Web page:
Home Workout Guide

No gym, no worries! Discover options to develop movement skills and keep up with your regular exercise routine to improve your physical and mental health

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Home Workout Guide

No gym, no worries!

This blog will provide you with some options to develop movement skills and keep up with your regular exercise routine to improve your physical and mental health. It’ll also give you some strategies to get in the “zone” and on how to build the habit of training from home even when motivation may be fading.

Pre Traning

Getting into the mood to train can be tricky from home. Try to develop a pre-training ritual and routine to get the body and brain ready to train. Eat a regular pre-exercise meal 1-2 hours beforehand, have a coffee 30-60 minutes beforehand (skip this step at night), put your socks and shoes on, set up your equipment, put on your favourite pump-up music on.

How to program your session.

Skill Development

Use this time as a chance to build some skills.

Step 1 - Select a skill

for example, Pistol, Sit Up, Push Up

Step 2 - Select Scaling Option

Pistol: squat, close footed squat, single-leg box squat, ballerina squat and elevated single-leg squat.

Sit Up: crunch, roll up, top-down and fixed foot.

Push Up: wall, incline, knee, elevated floor push-up and wide feet.

Step 3 - Practice 2-3 times per week

DAY 1 - 5 x 5 progressions

DAY 2 - 6 x 4 progressions with a pause at the top and bottom of each repetition.

DAY 3 - every 30 seconds for 5 minutes 2/3 progressions.

Using these progressions to help you work towards or work on a skill that interests you is a great way to build your skill repertoire, and the ability to incorporate a small portion of exercise a few times a week.

Bodyweight exercises

Here are some ideas of exercises you can incorporate into your routine. They don’t require any equipment and can be done anywhere.

Lower Body

  • Air squat (change stance - wide, narrow, staggered stance)

  • Lunge

  • Split Squat

  • Pistol/One Legged Squat

  • Kanga Squat

  • Good Morning

  • King Squat

  • Shrimp Squat

  • Cossack Squat

  • Single Leg RDL

  • Jump Squat

  • Jumping Lunge

  • Hip Thrusts

Upper Body

  • Push Up (change hand position - wide, narrow, diamond, staggered)

  • Chair/Bench Dips

  • Table Horizontal Row

  • Hand Release Push Up

  • Handstand Push Up

  • Feet Elevated Push Up

  • Push Up On Table

  • Supermans

  • Back Extension


  • Bird Dog

  • Bicycle Crunches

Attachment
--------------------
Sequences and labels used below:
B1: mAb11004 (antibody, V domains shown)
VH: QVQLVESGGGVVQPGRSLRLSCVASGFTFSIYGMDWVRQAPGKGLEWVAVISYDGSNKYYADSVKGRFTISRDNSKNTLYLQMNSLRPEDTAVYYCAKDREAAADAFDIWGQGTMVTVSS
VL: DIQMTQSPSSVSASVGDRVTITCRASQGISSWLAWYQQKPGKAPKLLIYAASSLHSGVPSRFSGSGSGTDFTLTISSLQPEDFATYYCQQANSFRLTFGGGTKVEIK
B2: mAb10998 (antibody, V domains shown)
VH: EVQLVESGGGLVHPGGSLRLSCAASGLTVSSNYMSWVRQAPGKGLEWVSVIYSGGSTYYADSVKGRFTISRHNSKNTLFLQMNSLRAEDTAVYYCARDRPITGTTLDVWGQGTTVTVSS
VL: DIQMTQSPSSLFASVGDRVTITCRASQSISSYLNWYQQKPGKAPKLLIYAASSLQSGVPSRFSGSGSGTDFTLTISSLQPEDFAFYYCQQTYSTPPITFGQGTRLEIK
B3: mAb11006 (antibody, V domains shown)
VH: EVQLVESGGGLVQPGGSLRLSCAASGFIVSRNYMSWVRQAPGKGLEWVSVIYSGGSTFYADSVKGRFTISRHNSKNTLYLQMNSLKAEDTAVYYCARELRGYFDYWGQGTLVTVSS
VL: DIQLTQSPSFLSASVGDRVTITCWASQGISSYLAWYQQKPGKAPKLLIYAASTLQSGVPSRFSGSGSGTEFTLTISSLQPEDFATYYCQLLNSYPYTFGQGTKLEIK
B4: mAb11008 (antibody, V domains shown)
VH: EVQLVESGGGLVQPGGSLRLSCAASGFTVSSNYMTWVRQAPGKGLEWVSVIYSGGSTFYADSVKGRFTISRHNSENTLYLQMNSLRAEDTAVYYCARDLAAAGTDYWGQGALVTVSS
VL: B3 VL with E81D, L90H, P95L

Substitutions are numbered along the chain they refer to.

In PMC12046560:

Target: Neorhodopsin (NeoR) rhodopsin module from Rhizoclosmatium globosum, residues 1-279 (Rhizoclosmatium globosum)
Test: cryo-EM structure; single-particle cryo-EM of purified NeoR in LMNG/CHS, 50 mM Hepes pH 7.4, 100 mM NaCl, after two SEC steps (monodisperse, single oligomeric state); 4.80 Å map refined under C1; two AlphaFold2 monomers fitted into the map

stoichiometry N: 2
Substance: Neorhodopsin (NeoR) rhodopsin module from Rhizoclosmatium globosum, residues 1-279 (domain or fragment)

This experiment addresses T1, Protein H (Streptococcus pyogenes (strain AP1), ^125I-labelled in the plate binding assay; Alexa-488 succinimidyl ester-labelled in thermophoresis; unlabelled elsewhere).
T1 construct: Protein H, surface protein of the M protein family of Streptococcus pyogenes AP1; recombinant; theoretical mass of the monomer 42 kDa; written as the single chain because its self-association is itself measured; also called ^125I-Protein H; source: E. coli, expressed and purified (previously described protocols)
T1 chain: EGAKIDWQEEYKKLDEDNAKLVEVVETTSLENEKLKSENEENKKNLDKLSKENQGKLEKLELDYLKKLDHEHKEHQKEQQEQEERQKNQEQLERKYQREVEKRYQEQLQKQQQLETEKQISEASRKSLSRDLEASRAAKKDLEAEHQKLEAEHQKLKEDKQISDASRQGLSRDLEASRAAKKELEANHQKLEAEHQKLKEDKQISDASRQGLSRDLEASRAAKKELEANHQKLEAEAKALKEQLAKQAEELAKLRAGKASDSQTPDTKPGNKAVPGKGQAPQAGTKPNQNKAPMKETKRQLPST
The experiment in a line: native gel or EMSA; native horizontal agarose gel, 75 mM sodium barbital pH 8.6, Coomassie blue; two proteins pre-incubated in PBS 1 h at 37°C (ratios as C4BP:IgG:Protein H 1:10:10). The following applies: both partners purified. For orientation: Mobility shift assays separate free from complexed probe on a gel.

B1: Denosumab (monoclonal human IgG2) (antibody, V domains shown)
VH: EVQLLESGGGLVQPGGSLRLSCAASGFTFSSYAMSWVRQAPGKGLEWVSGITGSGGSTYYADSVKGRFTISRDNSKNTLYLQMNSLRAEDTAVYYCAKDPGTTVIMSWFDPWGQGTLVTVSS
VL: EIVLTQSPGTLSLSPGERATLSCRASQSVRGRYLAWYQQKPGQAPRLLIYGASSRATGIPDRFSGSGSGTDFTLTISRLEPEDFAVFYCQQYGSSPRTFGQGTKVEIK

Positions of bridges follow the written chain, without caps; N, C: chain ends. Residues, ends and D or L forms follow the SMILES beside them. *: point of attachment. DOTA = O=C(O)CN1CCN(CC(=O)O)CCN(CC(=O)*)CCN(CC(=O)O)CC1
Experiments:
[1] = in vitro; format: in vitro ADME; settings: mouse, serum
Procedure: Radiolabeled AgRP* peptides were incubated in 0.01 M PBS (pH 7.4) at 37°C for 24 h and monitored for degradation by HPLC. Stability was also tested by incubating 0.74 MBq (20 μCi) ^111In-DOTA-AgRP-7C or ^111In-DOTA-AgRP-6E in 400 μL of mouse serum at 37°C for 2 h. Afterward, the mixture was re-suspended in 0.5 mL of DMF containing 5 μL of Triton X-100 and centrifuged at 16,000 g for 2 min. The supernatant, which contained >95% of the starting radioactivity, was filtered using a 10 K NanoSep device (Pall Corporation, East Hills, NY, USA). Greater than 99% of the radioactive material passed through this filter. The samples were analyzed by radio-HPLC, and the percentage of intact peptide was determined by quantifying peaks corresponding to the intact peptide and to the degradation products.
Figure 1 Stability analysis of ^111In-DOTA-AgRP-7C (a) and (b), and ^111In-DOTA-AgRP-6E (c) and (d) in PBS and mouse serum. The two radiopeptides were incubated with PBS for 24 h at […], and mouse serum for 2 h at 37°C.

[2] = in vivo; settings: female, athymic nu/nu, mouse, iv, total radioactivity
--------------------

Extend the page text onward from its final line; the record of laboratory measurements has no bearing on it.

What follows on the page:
• Leg Raises

  • Toe Touches

  • V Sit Up

  • Reverse Crunches

  • Plank

  • Plank March

  • Side Plank

  • Side Plank Pulse

  • Leg Raise w/ Pulse

Equipment Exercises

Lower Body

  • Goblet for Squat Variations

  • Single-Leg Deadlifts

  • Single Arm Overhead Lunges

  • Weighted Hip Thrusts/Glute Bridge

Upper body

  • Curls

  • Tricep extensions

  • Skull Crushers

  • Bent-Over Row

  • Lateral/Front Raises

  • Reverse Fly

  • Overhead Press

Daily Programming

  1. Start your session off with Skill Development

  2. Select 3-4 exercises from each group of Upper, Lower and Core

  3. Aim for a rep range that will get you close to muscular failure for each movement (15-30 reps).

  4. Try supersets or tri-sets to overload the muscle for greater adaptations

  5. Aim for 2-4 sets

Addition Programming Options

AMRAP: Select 3 movements and set a timer for 10 minutes. Set a rep scheme of 10-20 per movement and cycle through movements for the time domain.

EMOM: Complete your program in an Alternating EMOM style. Changing up each movement every minute. Examples 8 exercises, 4 sets each would be a 32-minute EMOM.

Final Thoughts

Keep a training journal and try to increase your reps or weights each week to aim for “progressive overload”.

One final recommendation is to try and keep a consistent training time/schedule. Get the body and brain into a familiar routine so your day runs like clockwork whether it be first thing in the morning or in the afternoons.

Getting started is usually the hardest part of exercising. If you’re feeling a little bit demotivated try the 2-minute rule. Set a timer for 2 minutes and get started. More often than not you’ll keep going. Objects in motion stay in motion, objects at rest stay at rest. Get started, get moving, keep moving!

IMPORTANT INFORMATION: all content provided here is of a general nature only and is not a substitute for individualised professional medical advice, diagnosis or treatment and reliance should not be placed on it. For personalised medical or nutrition advice, please make an appointment with your doctor, dietitian or qualified health careprofessional.